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Post-translational modifications in PrP expand the conformational diversity of prions in vivo
University of Calif San Diego, CA 92093 USA; University of Calif San Diego, CA 92093 USA.
Case Western Reserve University, OH 44116 USA.
University of Calif San Diego, CA 92093 USA; University of Calif San Diego, CA 92093 USA; US FDA, MD USA.
CIC bioGUNE, Spain.
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2017 (English)In: Scientific Reports, ISSN 2045-2322, E-ISSN 2045-2322, Vol. 7, 43295Article in journal (Refereed) Published
Abstract [en]

Misfolded prion protein aggregates (PrPSc) show remarkable structural diversity and are associated with highly variable disease phenotypes. Similarly, other proteins, including amyloid-beta, tau, alpha-synuclein, and serum amyloid A, misfold into distinct conformers linked to different clinical diseases through poorly understood mechanisms. Here we use mice expressing glycophosphatidylinositol (GPI)anchorless prion protein, PrPC, together with hydrogen-deuterium exchange coupled with mass spectrometry (HXMS) and a battery of biochemical and biophysical tools to investigate how posttranslational modifications impact the aggregated prion protein properties and disease phenotype. Four GPI-anchorless prion strains caused a nearly identical clinical and pathological disease phenotype, yet maintained their structural diversity in the anchorless state. HXMS studies revealed that GPIanchorless PrPSc is characterized by substantially higher protection against hydrogen/deuterium exchange in the C-terminal region near the N-glycan sites, suggesting this region had become more ordered in the anchorless state. For one strain, passage of GPI-anchorless prions into wild type mice led to the emergence of a novel strain with a unique biochemical and phenotypic signature. For the new strain, histidine hydrogen-deuterium mass spectrometry revealed altered packing arrangements of beta-sheets that encompass residues 139 and 186 of PrPSc. These findings show how variation in posttranslational modifications may explain the emergence of new protein conformations in vivo and also provide a basis for understanding how the misfolded protein structure impacts the disease.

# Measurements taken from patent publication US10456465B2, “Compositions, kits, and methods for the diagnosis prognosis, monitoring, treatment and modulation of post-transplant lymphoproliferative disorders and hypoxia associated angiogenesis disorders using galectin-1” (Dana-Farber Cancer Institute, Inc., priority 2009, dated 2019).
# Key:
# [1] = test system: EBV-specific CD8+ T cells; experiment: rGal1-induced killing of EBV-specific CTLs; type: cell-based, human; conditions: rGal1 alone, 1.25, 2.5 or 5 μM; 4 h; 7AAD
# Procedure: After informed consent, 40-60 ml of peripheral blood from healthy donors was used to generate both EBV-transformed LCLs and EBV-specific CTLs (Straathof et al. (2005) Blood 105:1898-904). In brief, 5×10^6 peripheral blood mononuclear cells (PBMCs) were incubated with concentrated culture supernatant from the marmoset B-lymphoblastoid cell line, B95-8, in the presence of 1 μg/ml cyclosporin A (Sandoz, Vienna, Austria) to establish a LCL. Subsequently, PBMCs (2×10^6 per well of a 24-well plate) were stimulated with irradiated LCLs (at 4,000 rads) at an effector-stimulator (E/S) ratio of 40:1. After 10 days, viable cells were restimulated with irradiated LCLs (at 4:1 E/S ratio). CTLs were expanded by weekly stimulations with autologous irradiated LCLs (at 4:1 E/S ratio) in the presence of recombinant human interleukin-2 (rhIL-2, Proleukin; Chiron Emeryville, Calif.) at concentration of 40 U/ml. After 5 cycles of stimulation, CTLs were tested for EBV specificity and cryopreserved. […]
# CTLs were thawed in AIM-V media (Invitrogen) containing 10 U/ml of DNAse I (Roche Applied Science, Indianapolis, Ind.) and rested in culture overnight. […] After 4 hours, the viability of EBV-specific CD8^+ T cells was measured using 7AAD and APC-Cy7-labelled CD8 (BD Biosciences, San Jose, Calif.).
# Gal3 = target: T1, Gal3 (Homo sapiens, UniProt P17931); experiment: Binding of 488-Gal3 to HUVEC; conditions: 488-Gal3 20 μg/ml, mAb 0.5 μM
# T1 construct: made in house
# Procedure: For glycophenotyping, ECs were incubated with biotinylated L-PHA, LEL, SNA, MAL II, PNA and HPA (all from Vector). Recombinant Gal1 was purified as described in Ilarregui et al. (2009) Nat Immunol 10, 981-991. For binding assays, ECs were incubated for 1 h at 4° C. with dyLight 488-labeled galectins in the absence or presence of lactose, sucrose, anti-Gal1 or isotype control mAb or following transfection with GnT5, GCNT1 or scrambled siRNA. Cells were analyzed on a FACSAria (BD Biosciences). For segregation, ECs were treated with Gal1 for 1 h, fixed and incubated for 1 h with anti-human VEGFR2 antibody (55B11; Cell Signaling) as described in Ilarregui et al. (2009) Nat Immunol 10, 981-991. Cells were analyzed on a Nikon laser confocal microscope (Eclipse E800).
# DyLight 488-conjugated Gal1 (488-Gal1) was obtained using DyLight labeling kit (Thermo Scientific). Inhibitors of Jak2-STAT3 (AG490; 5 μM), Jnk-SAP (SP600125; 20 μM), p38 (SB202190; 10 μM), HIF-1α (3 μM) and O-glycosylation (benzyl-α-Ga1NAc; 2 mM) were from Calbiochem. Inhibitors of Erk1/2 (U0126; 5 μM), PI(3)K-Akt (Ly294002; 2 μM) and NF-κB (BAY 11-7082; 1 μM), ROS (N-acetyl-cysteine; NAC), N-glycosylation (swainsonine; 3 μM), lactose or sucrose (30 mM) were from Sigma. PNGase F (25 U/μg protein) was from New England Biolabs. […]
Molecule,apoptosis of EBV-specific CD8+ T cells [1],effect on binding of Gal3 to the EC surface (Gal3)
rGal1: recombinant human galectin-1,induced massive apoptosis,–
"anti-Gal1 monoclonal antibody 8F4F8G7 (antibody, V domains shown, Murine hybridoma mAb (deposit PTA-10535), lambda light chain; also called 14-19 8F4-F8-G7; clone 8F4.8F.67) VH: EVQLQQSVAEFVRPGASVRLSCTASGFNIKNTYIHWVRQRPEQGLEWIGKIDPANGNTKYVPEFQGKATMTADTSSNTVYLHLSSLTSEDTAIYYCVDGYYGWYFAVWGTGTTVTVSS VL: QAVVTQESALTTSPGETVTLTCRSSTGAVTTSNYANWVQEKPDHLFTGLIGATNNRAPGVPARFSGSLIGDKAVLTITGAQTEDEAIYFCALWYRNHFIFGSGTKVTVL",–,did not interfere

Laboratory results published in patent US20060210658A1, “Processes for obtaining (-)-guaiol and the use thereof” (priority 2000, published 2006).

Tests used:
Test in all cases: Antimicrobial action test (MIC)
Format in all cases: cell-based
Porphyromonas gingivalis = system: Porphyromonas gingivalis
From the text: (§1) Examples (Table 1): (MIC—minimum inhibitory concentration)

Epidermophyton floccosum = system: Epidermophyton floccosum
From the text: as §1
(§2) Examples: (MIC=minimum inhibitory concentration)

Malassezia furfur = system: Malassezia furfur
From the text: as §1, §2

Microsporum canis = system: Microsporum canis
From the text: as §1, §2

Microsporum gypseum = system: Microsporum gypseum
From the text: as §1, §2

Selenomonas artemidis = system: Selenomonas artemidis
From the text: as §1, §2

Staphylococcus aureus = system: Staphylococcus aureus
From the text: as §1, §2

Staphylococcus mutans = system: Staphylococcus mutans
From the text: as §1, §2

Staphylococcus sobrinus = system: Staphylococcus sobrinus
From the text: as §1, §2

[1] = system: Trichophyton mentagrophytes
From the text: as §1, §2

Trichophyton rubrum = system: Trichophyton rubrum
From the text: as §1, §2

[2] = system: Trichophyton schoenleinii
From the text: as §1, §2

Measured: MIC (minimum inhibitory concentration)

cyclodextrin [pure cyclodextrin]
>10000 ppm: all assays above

Place, publisher, year, edition, pages
NATURE PUBLISHING GROUP , 2017. Vol. 7, 43295
National Category
Biochemistry and Molecular Biology
URN: urn:nbn:se:liu:diva-136600DOI: 10.1038/srep43295ISI: 000395749700001PubMedID: 28272426OAI: diva2:1089968

Funding Agencies|National Institutes of Health [NS069566, NS076896, AI106705, NS083687]; Swedish Foundation for Strategic Research (KPRN)

Available from: 2017-04-21 Created: 2017-04-21 Last updated: 2017-05-08

Open Access in DiVA

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